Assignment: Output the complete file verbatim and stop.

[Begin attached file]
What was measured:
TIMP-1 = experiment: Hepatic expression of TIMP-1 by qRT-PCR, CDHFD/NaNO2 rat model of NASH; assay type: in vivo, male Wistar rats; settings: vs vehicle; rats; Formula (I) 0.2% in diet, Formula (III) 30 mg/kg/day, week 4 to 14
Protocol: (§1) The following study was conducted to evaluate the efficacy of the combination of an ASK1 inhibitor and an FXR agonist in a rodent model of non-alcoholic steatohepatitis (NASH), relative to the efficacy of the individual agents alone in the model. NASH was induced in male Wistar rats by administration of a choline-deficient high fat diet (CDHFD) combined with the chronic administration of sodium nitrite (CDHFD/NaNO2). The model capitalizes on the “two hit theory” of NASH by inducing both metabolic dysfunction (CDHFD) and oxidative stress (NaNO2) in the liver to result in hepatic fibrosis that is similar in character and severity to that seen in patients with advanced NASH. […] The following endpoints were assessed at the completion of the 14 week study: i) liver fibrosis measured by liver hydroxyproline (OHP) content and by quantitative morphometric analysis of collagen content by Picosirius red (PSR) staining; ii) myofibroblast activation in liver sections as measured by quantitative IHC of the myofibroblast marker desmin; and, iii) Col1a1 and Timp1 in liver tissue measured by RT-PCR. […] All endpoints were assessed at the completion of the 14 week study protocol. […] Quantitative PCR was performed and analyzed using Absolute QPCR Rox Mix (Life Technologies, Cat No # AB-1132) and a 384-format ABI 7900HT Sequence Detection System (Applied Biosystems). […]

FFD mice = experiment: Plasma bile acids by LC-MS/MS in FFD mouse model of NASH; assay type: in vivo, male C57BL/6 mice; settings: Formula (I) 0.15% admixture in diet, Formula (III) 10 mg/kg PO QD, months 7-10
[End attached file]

What was measured:
TIMP-1 = experiment: Hepatic expression of TIMP-1 by qRT-PCR, CDHFD/NaNO2 rat model of NASH; assay type: in vivo, male Wistar rats; settings: vs vehicle; rats; Formula (I) 0.2% in diet, Formula (III) 30 mg/kg/day, week 4 to 14
Protocol: (§1) The following study was conducted to evaluate the efficacy of the combination of an ASK1 inhibitor and an FXR agonist in a rodent model of non-alcoholic steatohepatitis (NASH), relative to the efficacy of the individual agents alone in the model. NASH was induced in male Wistar rats by administration of a choline-deficient high fat diet (CDHFD) combined with the chronic administration of sodium nitrite (CDHFD/NaNO2). The model capitalizes on the “two hit theory” of NASH by inducing both metabolic dysfunction (CDHFD) and oxidative stress (NaNO2) in the liver to result in hepatic fibrosis that is similar in character and severity to that seen in patients with advanced NASH. […] The following endpoints were assessed at the completion of the 14 week study: i) liver fibrosis measured by liver hydroxyproline (OHP) content and by quantitative morphometric analysis of collagen content by Picosirius red (PSR) staining; ii) myofibroblast activation in liver sections as measured by quantitative IHC of the myofibroblast marker desmin; and, iii) Col1a1 and Timp1 in liver tissue measured by RT-PCR. […] All endpoints were assessed at the completion of the 14 week study protocol. […] Quantitative PCR was performed and analyzed using Absolute QPCR Rox Mix (Life Technologies, Cat No # AB-1132) and a 384-format ABI 7900HT Sequence Detection System (Applied Biosystems). […]

FFD mice = experiment: Plasma bile acids by LC-MS/MS in FFD mouse model of NASH; assay type: in vivo, male C57BL/6 mice; settings: Formula (I) 0.15% admixture in diet, Formula (III) 10 mg/kg PO QD, months 7-10